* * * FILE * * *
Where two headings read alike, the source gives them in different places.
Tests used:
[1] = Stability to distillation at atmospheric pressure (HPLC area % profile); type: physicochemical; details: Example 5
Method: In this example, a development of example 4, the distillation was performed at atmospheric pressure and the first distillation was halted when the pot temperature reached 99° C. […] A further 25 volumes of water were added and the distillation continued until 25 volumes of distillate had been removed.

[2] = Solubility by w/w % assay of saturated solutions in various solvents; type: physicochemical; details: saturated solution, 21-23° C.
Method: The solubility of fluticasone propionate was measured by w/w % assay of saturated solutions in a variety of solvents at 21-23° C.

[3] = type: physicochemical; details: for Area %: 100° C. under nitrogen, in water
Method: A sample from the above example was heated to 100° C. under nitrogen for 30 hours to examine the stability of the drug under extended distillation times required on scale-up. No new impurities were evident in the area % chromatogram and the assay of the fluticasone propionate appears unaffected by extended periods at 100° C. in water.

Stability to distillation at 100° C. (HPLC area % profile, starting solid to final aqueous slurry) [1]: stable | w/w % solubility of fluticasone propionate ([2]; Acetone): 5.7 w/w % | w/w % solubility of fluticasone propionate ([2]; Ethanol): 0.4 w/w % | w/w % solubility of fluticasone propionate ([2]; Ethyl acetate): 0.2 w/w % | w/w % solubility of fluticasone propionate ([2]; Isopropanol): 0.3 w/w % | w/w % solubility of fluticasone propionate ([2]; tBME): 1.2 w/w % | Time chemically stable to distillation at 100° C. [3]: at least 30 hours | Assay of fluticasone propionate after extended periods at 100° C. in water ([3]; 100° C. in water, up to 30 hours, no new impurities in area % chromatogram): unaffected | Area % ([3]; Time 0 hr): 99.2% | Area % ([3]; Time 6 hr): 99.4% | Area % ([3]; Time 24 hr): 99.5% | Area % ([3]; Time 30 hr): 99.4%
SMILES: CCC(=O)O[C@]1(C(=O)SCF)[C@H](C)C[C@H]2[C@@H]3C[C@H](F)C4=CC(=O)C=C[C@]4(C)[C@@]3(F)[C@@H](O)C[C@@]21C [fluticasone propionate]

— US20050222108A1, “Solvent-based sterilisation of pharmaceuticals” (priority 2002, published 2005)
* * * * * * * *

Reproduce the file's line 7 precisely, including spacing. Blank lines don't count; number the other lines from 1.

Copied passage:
[3] = type: physicochemical; details: for Area %: 100° C. under nitrogen, in water